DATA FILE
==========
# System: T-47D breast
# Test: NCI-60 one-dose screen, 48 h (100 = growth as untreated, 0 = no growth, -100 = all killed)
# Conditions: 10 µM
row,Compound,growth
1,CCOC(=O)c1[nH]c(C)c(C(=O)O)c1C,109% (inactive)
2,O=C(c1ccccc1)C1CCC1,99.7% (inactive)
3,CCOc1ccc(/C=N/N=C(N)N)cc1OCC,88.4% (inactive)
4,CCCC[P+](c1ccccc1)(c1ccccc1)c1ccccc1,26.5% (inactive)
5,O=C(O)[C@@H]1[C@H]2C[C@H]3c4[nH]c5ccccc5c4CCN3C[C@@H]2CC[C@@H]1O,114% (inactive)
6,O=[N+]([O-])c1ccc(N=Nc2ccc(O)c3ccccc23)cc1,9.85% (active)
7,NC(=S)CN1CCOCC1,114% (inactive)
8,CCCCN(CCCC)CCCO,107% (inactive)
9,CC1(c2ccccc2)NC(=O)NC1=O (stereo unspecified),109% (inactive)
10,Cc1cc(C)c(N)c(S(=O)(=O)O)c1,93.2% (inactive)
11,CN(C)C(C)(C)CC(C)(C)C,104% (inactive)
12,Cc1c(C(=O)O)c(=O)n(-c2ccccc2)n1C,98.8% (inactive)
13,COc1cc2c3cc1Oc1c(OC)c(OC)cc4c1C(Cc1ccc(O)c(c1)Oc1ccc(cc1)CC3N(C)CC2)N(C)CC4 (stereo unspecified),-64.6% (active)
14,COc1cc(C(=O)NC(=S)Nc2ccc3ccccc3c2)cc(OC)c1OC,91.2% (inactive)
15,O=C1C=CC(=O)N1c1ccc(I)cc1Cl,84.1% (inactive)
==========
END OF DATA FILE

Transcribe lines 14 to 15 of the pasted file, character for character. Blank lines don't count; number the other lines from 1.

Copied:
10,Cc1cc(C)c(N)c(S(=O)(=O)O)c1,93.2% (inactive)
11,CN(C)C(C)(C)CC(C)(C)C,104% (inactive)